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Mol Microbiol. 2010 Mar;75(6):1389-401. doi: 10.1111/j.1365-2958.2010.07059.x. Epub 2010 Feb 8.

Two sources of endogenous hydrogen peroxide in Escherichia coli.

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Department of Microbiology, University of Illinois, Urbana, IL 61801, USA.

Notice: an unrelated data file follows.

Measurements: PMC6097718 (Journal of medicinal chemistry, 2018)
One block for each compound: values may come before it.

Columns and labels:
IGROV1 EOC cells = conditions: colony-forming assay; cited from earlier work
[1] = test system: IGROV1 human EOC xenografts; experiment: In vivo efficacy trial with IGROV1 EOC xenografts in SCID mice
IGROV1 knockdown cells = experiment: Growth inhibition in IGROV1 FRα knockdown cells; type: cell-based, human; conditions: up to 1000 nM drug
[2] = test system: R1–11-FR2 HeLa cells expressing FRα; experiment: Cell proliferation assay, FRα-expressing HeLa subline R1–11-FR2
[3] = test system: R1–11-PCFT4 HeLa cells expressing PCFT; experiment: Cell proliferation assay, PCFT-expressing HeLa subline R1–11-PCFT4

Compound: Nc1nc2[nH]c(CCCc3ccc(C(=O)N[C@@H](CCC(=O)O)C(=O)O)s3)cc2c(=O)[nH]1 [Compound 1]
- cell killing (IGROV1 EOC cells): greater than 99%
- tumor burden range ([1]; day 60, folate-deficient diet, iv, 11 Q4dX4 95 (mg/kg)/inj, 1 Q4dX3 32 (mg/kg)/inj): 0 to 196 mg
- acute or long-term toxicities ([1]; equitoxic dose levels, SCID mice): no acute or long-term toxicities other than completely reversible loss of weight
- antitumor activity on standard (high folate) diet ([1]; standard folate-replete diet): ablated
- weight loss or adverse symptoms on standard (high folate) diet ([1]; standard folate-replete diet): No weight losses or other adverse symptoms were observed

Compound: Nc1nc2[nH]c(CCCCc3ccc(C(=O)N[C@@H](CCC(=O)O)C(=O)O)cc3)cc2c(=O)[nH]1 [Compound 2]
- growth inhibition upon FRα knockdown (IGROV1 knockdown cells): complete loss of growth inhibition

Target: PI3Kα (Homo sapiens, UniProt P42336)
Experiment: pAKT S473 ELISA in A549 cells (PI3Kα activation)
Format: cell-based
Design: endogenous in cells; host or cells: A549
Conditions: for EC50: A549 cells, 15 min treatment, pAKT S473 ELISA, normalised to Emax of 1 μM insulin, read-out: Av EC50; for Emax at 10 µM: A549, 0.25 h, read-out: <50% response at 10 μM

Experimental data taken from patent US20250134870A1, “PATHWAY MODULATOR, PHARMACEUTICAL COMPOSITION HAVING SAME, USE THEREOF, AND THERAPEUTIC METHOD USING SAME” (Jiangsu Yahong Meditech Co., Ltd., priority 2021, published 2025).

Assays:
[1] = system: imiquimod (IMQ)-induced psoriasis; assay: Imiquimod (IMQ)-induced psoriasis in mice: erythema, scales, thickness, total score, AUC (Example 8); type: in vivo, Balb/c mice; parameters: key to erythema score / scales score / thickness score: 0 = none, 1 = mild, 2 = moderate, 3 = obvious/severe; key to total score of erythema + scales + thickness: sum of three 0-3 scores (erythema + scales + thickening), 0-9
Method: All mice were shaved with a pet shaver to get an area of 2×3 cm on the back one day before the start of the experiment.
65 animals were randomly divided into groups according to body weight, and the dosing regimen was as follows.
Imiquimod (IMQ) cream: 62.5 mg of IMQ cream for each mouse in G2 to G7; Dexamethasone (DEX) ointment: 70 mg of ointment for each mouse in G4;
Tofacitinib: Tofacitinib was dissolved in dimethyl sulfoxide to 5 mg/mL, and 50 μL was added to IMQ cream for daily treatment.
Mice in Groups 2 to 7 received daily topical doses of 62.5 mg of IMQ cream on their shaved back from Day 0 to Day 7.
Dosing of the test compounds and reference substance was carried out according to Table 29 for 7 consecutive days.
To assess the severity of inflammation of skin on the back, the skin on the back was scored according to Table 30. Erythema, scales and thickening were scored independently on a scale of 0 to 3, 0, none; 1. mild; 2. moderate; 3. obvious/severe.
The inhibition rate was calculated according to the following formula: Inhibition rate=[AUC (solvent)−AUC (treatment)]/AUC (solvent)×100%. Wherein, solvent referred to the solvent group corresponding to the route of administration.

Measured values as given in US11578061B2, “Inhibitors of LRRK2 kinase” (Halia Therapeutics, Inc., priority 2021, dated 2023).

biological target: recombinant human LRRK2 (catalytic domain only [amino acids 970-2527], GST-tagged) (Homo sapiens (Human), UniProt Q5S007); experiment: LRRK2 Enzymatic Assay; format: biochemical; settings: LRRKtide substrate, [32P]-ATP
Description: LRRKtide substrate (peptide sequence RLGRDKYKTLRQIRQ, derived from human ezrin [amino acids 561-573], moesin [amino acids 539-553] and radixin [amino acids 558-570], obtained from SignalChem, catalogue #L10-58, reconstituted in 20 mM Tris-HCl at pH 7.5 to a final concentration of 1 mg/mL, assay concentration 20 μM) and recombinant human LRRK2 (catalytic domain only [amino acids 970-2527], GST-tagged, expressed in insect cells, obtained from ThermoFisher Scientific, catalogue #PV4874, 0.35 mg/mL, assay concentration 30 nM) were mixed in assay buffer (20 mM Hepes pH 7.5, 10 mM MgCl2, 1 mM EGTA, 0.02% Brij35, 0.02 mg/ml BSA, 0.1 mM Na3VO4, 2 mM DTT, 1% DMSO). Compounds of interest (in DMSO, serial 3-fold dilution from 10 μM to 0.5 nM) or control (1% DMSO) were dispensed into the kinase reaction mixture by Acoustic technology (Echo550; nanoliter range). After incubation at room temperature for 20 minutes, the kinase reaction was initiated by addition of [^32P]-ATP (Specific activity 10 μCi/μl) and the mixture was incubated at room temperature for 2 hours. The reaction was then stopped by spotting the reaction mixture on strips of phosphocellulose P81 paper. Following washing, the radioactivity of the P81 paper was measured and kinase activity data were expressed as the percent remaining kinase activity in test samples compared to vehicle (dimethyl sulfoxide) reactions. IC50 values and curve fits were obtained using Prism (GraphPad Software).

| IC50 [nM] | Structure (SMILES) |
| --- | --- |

Mechanisms of hydrogen peroxide generation in Escherichia coli were investigated using a strain lacking scavenging enzymes. Surprisingly, the deletion of many abundant flavoenzymes that are known to autoxidize in vitro did not substantially lessen overall H(2)O(2) formation. However, H(2)O(2) production diminished by 25-30% when NadB turnover was eliminated. The flavin-dependent desaturating dehydrogenase, NadB uses fumarate as an electron acceptor in anaerobic cells. Experiments showed that aerobic NadB turnover depends upon its oxidation by molecular oxygen, with H(2)O(2) as a product. This reaction appears to be mechanistically adventitious. In contrast, most desaturating dehydrogenases are associated with the respiratory chain and deliver electrons to fumarate anaerobically or oxygen aerobically without the formation of toxic by-products. Presumably, NadB can persist as an H(2)O(2)-generating enzyme because its flux is limited. The anaerobic respiratory enzyme fumarate reductase uses a flavoprotein subunit that is homologous to NadB and accordingly forms substantial H(2)O(2) upon aeration. This tendency is substantially suppressed by cytochrome oxidase. Thus cytochrome d oxidase, which is prevalent among anaerobes, may diminish intracellular H(2)O(2) formation by the anaerobic respiratory chain, whenever these organisms encounter oxygen. These two examples reveal biochemical and physiological arrangements through which evolution has minimized the rate of intracellular oxidant formation.

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